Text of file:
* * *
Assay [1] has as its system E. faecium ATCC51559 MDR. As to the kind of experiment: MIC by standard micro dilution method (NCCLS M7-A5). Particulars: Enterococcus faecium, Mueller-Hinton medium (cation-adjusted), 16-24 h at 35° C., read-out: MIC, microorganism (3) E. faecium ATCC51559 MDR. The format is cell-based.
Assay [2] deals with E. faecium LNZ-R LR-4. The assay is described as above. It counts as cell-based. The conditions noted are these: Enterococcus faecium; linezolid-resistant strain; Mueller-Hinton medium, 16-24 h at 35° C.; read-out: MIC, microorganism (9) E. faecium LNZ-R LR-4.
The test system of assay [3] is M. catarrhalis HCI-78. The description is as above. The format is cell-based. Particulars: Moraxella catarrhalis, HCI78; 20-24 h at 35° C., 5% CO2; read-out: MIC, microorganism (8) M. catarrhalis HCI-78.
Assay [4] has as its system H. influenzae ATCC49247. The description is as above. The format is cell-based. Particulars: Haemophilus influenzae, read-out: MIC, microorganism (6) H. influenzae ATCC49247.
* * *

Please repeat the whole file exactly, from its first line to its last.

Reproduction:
Assay [1] has as its system E. faecium ATCC51559 MDR. As to the kind of experiment: MIC by standard micro dilution method (NCCLS M7-A5). Particulars: Enterococcus faecium, Mueller-Hinton medium (cation-adjusted), 16-24 h at 35° C., read-out: MIC, microorganism (3) E. faecium ATCC51559 MDR. The format is cell-based.
Assay [2] deals with E. faecium LNZ-R LR-4. The assay is described as above. It counts as cell-based. The conditions noted are these: Enterococcus faecium; linezolid-resistant strain; Mueller-Hinton medium, 16-24 h at 35° C.; read-out: MIC, microorganism (9) E. faecium LNZ-R LR-4.
The test system of assay [3] is M. catarrhalis HCI-78. The description is as above. The format is cell-based. Particulars: Moraxella catarrhalis, HCI78; 20-24 h at 35° C., 5% CO2; read-out: MIC, microorganism (8) M. catarrhalis HCI-78.
Assay [4] has as its system H. influenzae ATCC49247. The description is as above. The format is cell-based. Particulars: Haemophilus influenzae, read-out: MIC, microorganism (6) H. influenzae ATCC49247.